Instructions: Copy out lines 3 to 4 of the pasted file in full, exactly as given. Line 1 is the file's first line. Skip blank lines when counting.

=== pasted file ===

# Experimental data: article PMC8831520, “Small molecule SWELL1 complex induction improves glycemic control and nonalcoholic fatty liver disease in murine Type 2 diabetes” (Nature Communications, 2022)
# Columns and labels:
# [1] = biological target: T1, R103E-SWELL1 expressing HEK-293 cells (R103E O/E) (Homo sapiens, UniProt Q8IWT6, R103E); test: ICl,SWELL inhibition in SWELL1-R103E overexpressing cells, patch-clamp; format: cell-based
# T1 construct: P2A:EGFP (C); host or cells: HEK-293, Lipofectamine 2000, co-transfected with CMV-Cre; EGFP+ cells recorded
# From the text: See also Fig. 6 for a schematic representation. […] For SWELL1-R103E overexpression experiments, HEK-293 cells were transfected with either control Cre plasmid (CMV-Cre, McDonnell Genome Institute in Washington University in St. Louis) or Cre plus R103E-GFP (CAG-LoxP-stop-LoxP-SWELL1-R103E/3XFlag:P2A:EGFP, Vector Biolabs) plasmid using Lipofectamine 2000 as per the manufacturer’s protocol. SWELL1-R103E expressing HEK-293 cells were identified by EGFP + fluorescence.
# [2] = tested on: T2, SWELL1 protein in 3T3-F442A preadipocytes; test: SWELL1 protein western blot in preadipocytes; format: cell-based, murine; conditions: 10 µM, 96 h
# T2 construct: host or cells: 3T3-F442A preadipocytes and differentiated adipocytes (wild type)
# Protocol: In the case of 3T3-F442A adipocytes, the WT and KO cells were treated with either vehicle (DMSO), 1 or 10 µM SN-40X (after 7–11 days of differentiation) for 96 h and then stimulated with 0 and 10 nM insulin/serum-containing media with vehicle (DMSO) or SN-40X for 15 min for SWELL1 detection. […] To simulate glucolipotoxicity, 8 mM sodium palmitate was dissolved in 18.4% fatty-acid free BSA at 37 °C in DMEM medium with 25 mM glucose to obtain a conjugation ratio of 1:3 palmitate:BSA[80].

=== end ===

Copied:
# [1] = biological target: T1, R103E-SWELL1 expressing HEK-293 cells (R103E O/E) (Homo sapiens, UniProt Q8IWT6, R103E); test: ICl,SWELL inhibition in SWELL1-R103E overexpressing cells, patch-clamp; format: cell-based
# T1 construct: P2A:EGFP (C); host or cells: HEK-293, Lipofectamine 2000, co-transfected with CMV-Cre; EGFP+ cells recorded